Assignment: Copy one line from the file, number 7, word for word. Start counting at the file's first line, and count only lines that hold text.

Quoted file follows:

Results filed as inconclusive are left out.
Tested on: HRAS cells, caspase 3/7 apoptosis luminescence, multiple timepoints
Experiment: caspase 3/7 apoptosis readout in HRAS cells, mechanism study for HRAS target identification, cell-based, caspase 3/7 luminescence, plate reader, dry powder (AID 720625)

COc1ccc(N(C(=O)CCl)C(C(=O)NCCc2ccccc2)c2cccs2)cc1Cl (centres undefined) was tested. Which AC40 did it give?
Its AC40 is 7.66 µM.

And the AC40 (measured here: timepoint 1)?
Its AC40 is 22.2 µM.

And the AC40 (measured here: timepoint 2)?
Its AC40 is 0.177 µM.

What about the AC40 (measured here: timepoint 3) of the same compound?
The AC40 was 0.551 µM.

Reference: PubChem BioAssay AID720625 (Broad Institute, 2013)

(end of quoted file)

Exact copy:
Its AC40 is 22.2 µM.